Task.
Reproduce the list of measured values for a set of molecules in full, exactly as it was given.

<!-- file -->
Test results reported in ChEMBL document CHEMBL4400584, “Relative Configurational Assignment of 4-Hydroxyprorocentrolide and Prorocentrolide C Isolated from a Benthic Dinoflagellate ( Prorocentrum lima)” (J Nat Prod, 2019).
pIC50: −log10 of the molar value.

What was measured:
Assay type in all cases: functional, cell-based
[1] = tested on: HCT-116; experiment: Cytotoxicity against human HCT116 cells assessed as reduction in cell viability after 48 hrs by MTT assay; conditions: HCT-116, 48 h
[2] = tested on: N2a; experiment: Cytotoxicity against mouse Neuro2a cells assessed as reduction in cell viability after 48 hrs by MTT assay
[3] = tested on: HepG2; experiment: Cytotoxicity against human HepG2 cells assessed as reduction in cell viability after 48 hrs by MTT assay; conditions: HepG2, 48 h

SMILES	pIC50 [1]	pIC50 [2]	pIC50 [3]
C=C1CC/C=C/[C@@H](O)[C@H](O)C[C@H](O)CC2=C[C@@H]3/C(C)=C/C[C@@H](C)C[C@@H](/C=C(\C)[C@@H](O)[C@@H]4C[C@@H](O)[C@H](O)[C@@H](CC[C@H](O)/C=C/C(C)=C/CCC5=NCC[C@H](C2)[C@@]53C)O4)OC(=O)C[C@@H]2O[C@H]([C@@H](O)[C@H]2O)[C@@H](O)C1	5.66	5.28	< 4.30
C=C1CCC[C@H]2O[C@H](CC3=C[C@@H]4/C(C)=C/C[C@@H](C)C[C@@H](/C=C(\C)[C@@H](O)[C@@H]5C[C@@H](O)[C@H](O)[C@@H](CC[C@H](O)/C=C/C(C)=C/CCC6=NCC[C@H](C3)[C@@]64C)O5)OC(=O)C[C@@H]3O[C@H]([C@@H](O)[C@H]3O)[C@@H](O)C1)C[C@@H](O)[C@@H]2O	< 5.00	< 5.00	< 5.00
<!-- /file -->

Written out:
Test results reported in ChEMBL document CHEMBL4400584, “Relative Configurational Assignment of 4-Hydroxyprorocentrolide and Prorocentrolide C Isolated from a Benthic Dinoflagellate ( Prorocentrum lima)” (J Nat Prod, 2019).
pIC50: −log10 of the molar value.

What was measured:
Assay type in all cases: functional, cell-based
[1] = tested on: HCT-116; experiment: Cytotoxicity against human HCT116 cells assessed as reduction in cell viability after 48 hrs by MTT assay; conditions: HCT-116, 48 h
[2] = tested on: N2a; experiment: Cytotoxicity against mouse Neuro2a cells assessed as reduction in cell viability after 48 hrs by MTT assay
[3] = tested on: HepG2; experiment: Cytotoxicity against human HepG2 cells assessed as reduction in cell viability after 48 hrs by MTT assay; conditions: HepG2, 48 h

SMILES	pIC50 [1]	pIC50 [2]	pIC50 [3]
C=C1CC/C=C/[C@@H](O)[C@H](O)C[C@H](O)CC2=C[C@@H]3/C(C)=C/C[C@@H](C)C[C@@H](/C=C(\C)[C@@H](O)[C@@H]4C[C@@H](O)[C@H](O)[C@@H](CC[C@H](O)/C=C/C(C)=C/CCC5=NCC[C@H](C2)[C@@]53C)O4)OC(=O)C[C@@H]2O[C@H]([C@@H](O)[C@H]2O)[C@@H](O)C1	5.66	5.28	< 4.30
C=C1CCC[C@H]2O[C@H](CC3=C[C@@H]4/C(C)=C/C[C@@H](C)C[C@@H](/C=C(\C)[C@@H](O)[C@@H]5C[C@@H](O)[C@H](O)[C@@H](CC[C@H](O)/C=C/C(C)=C/CCC6=NCC[C@H](C3)[C@@]64C)O5)OC(=O)C[C@@H]3O[C@H]([C@@H](O)[C@H]3O)[C@@H](O)C1)C[C@@H](O)[C@@H]2O	< 5.00	< 5.00	< 5.00